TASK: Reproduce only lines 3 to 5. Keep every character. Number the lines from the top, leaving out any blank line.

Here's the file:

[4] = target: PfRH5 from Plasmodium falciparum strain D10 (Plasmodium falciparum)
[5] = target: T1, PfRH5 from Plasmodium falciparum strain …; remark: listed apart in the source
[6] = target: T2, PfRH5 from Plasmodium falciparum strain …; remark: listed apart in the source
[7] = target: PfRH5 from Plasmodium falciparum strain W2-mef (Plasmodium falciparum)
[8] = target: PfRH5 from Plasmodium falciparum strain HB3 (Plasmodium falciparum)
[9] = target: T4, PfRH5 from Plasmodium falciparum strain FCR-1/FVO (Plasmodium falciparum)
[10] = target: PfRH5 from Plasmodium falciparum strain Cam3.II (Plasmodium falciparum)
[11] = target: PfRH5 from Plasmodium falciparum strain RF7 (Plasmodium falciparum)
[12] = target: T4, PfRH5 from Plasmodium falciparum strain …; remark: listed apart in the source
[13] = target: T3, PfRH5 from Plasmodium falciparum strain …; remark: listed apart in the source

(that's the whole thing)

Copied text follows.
[6] = target: T2, PfRH5 from Plasmodium falciparum strain …; remark: listed apart in the source
[7] = target: PfRH5 from Plasmodium falciparum strain W2-mef (Plasmodium falciparum)
[8] = target: PfRH5 from Plasmodium falciparum strain HB3 (Plasmodium falciparum)